Transit Service Guidelines (York Region Transit)
Guidelines for Enhancing Suburban Mobility Using Public Transportation (Transportation Research Board)
Public transport network planning: a guide to best practice in New Zealand cities (Transportation Research Board)
Best Practices in Transit Service Planning (Florida Department of Transportation)
- Where multiple routes converge at a specific point within the system they should be designated as transit hubs and planned to facilitate a greater number of transfers between systems. This can be accomplished in a number of ways including through the design of the station areas (Guideline 2.3.5), coordination of scheduling (Guideline 3.1.2) and techniques to enhance trip planning and navigation (Section 3.3).
- Coordinate planning for transit hubs alongside planning for nodes to ensure that hubs are located at concentrations of transit-supportive uses and density. This will help to connect riders to a wider range of uses and support increased transit ridership.
- Locate transit hubs at points where they can connect dispersed concentrations of population, employment and activities, while taking into consideration other concerns such as vulnerability to natural hazards and accessibility at times of emergency (Guideline 2.6.1).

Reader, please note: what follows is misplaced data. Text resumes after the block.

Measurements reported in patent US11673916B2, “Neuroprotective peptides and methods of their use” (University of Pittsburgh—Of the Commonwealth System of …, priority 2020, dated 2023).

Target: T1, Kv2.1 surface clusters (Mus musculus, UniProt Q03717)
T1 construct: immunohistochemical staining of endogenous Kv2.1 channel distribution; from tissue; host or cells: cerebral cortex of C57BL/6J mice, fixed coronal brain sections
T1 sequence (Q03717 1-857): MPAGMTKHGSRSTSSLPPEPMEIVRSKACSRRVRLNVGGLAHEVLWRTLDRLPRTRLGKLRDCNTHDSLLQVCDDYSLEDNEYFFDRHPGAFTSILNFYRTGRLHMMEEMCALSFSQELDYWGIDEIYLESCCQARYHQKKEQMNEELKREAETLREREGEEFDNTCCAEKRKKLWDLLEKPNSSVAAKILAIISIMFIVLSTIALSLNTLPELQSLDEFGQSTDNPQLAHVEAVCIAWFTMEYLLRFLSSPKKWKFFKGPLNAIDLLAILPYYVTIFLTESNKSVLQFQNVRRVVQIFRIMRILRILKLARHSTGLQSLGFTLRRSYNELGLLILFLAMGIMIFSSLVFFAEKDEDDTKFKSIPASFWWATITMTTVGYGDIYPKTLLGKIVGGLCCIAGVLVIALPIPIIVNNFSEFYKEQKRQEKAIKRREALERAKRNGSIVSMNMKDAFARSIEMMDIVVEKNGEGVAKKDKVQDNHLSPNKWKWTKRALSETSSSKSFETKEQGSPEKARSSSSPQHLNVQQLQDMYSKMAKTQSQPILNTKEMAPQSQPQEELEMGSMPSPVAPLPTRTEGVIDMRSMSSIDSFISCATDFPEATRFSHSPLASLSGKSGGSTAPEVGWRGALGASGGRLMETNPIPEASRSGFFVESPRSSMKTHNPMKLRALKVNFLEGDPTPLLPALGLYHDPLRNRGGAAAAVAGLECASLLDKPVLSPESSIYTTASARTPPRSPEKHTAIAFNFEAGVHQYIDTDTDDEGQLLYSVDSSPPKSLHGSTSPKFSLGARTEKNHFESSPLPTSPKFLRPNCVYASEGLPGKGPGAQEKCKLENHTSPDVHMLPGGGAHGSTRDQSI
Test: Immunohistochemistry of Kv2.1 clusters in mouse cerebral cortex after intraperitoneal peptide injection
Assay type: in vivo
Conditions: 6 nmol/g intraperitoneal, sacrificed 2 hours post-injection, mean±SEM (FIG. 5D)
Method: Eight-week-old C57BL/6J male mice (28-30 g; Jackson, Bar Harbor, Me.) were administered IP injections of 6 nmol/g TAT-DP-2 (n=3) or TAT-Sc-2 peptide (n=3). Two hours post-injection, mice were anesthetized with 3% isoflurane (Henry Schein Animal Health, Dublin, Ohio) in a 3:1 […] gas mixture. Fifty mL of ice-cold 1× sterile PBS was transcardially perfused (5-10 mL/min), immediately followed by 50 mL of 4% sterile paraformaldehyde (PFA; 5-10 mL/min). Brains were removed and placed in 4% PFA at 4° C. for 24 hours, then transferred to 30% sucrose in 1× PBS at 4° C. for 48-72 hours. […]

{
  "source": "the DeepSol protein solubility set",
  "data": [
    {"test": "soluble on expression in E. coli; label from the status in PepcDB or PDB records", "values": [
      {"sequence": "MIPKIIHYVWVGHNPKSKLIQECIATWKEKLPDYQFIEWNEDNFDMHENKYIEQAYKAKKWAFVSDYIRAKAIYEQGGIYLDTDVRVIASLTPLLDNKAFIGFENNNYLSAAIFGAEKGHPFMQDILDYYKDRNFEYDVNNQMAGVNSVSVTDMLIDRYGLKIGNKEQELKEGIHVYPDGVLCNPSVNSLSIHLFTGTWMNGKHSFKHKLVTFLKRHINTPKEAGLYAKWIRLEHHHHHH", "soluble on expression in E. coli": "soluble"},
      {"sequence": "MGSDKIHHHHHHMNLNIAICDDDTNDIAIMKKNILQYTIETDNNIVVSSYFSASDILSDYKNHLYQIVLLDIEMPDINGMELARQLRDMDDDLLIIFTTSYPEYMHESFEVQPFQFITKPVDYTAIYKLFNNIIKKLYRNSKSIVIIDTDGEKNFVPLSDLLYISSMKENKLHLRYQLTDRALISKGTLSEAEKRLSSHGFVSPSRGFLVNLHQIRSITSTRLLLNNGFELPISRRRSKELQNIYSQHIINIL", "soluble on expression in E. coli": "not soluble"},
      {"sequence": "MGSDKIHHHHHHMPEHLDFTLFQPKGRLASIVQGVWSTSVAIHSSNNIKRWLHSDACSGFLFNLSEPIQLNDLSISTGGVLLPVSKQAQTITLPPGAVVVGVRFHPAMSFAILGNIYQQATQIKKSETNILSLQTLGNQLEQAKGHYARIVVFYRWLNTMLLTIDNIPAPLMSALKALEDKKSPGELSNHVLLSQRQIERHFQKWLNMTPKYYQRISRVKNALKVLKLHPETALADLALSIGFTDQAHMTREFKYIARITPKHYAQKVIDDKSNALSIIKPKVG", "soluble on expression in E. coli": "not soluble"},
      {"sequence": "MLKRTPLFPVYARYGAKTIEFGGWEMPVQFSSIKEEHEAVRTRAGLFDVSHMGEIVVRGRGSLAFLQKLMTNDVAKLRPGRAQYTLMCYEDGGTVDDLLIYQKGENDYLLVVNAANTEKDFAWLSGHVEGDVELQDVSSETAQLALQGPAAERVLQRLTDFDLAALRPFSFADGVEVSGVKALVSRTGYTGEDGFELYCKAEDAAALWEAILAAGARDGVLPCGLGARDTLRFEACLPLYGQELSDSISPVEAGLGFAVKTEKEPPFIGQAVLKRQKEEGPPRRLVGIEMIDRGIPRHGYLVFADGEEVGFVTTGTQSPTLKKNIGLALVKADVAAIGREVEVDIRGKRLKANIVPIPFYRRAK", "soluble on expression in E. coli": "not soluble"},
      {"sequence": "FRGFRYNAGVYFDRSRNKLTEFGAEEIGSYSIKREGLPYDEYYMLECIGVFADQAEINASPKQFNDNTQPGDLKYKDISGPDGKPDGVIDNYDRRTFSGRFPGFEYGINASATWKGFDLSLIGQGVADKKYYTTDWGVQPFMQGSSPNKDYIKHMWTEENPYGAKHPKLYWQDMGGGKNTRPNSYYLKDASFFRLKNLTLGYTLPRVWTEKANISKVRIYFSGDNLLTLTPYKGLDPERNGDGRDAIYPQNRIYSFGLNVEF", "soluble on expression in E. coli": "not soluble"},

- Radial transit network design should be considered for communities or regions where activity is concentrated in one major node, such as a downtown. In a radial network, most transit routes converge on the downtown core.
- As communities with radial transit networks grow, a supporting network of cross-town routes should be considered to facilitate non-downtown transit trips.
- Grid transit network design should be considered for communities or regions where there is a dispersal of activity or a multi-nodal land use pattern. This grid network in many cases will be oriented on arterial and collector road networks (Guideline 1.2.1).